Education bill proposes single districts
BRISTOL — The House Education Committee is drafting a new bill that would eliminate the state’s more than 60 supervisory unions and replace them with larger school districts that advocates believe could do a better job sharing resources while carrying fewer employees.
That was the news delivered at Monday’s legislative breakfast by Rep. David Sharpe, D-Bristol, who chairs the House Education Committee. It’s a panel that is looking at ways of cutting public school bureaucracy and changing the manner in which education is financed. Some residents have complained that many of Vermont’s supervisory union office budgets continue to grow while schools within those unions are being forced to cut staffing due to financial concerns.
There are 62 supervisory unions in the state containing around 250 public schools.
The House Education Committee’s bill has not yet been assigned a number. It proposes to eliminate the state’s supervisory unions. Instead, the schools within each supervisory union would become their own, single school district. For example, it would mean that Mount Abraham Union High School and the five elementary schools serving Bristol, Monkton, Lincoln, New Haven and Starksboro in the Addison Northeast Supervisory Union would become one district with a single budget.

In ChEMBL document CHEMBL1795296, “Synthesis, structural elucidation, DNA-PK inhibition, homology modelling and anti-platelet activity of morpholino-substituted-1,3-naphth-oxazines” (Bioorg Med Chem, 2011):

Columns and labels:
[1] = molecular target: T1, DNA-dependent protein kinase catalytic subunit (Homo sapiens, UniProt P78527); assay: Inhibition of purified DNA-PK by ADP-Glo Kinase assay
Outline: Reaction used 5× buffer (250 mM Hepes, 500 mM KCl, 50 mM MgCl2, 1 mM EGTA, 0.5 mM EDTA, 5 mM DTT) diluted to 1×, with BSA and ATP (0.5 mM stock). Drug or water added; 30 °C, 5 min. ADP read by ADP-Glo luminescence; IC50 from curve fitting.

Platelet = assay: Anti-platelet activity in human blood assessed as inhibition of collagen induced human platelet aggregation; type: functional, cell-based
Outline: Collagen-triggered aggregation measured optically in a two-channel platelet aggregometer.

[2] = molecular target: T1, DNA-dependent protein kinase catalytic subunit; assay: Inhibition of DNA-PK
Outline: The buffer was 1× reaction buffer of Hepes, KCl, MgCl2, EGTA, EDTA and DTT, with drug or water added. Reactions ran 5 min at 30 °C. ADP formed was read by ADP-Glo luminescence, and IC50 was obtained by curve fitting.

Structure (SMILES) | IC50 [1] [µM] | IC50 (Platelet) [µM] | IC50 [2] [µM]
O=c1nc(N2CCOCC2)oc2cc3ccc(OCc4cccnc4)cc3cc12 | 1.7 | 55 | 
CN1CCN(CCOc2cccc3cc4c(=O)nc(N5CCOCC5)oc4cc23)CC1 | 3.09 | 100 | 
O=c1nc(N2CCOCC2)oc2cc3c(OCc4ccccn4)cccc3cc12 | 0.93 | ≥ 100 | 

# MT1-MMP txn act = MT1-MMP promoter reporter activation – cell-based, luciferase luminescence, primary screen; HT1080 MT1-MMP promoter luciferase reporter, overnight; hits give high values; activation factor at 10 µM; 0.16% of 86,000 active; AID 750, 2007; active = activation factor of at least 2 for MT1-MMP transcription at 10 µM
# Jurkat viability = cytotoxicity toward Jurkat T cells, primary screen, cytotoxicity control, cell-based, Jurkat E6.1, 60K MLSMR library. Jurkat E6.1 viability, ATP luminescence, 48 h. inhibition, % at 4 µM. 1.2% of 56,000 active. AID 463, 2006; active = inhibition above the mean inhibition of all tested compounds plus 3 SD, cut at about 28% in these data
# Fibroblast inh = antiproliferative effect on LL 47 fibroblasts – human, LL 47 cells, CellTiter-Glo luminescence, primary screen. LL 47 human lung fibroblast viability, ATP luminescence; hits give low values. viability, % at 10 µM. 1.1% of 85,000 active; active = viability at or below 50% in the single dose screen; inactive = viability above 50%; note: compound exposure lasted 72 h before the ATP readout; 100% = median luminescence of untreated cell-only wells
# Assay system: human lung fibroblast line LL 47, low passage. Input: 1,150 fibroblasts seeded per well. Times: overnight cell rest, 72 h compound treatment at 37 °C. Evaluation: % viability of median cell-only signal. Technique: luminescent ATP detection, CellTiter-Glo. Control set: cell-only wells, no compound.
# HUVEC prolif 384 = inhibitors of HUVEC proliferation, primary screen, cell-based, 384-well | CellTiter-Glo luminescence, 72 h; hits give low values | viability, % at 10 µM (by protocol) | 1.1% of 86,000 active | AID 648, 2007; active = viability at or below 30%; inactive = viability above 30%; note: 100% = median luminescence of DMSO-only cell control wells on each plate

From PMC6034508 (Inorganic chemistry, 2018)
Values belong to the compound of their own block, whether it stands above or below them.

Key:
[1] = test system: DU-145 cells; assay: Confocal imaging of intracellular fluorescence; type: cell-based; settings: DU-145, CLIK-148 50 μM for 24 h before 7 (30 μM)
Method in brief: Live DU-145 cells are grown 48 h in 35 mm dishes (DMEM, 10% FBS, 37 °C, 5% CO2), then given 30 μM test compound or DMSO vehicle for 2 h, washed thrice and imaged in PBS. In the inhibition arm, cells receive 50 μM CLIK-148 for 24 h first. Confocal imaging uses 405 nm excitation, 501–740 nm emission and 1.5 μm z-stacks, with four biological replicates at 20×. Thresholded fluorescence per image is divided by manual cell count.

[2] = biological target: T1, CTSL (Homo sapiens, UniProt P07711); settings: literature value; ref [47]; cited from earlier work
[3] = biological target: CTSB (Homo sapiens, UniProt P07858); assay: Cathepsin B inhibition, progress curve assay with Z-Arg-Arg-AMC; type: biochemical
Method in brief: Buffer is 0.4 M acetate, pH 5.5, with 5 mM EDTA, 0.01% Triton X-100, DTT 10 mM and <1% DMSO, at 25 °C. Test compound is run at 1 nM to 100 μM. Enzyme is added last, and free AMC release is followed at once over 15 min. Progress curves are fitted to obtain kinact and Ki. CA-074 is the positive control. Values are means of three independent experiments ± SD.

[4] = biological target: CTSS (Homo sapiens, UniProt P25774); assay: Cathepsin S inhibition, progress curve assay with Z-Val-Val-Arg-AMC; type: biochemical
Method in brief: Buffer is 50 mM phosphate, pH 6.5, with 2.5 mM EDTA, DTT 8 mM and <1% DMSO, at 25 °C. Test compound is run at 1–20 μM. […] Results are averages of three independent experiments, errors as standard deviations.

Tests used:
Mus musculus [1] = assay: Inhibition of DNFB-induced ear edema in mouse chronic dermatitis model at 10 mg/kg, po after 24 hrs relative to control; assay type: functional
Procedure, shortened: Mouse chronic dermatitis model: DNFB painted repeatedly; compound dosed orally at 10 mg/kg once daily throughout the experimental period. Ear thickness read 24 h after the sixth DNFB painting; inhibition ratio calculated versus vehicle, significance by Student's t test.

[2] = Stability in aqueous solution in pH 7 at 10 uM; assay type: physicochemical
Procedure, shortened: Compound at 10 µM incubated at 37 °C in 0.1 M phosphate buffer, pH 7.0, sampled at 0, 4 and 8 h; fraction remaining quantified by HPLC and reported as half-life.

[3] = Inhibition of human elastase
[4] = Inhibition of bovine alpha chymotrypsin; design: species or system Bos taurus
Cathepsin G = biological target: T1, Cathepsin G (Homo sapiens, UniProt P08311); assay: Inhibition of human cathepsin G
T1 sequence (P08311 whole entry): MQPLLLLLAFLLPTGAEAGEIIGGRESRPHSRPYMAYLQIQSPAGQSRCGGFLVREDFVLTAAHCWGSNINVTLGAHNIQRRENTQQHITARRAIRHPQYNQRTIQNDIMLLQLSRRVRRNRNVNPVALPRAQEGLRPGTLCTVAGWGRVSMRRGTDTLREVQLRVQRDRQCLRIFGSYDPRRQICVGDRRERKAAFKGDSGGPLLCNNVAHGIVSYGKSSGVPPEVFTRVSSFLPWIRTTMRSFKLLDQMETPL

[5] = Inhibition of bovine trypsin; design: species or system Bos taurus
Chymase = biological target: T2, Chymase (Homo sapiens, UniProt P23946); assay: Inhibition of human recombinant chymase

“There would be one (education property) tax rate for the district,” Sharpe said. “And we believe that would lead to immediate business efficiencies, in terms of how the business office runs the books and pays their bills. There would also be educational efficiencies that would allow the superintendent and the principals to more effectively allocate staff across the schools where kids need to have staff.”
It’s a plan that would also allow school districts to reduce their administrative and paraprofessional positions, according to Sharpe.
“It is perceived that the overuse of paraprofessionals in the special education category is a problem, and there are some exciting pilot programs in the state where classroom aides are used instead of one-on-one aides and they are having much better results with student behavior… ” Sharpe said.
The bill would also eliminate small school grants for schools that decline to join a larger school district, according to Sharpe.